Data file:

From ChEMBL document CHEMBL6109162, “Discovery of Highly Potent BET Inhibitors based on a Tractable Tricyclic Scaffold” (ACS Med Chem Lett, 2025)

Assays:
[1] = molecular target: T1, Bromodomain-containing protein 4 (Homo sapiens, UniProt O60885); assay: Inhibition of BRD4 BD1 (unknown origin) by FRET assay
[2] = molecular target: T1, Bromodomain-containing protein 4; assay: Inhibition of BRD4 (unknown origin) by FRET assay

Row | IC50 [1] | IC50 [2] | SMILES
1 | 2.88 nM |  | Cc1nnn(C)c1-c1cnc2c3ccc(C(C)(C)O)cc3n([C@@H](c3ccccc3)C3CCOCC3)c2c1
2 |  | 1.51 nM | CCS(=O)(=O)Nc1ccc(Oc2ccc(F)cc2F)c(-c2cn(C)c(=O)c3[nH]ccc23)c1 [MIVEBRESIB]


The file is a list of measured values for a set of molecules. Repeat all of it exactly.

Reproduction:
From ChEMBL document CHEMBL6109162, “Discovery of Highly Potent BET Inhibitors based on a Tractable Tricyclic Scaffold” (ACS Med Chem Lett, 2025)

Assays:
[1] = molecular target: T1, Bromodomain-containing protein 4 (Homo sapiens, UniProt O60885); assay: Inhibition of BRD4 BD1 (unknown origin) by FRET assay
[2] = molecular target: T1, Bromodomain-containing protein 4; assay: Inhibition of BRD4 (unknown origin) by FRET assay

Row | IC50 [1] | IC50 [2] | SMILES
1 | 2.88 nM |  | Cc1nnn(C)c1-c1cnc2c3ccc(C(C)(C)O)cc3n([C@@H](c3ccccc3)C3CCOCC3)c2c1
2 |  | 1.51 nM | CCS(=O)(=O)Nc1ccc(Oc2ccc(F)cc2F)c(-c2cn(C)c(=O)c3[nH]ccc23)c1 [MIVEBRESIB]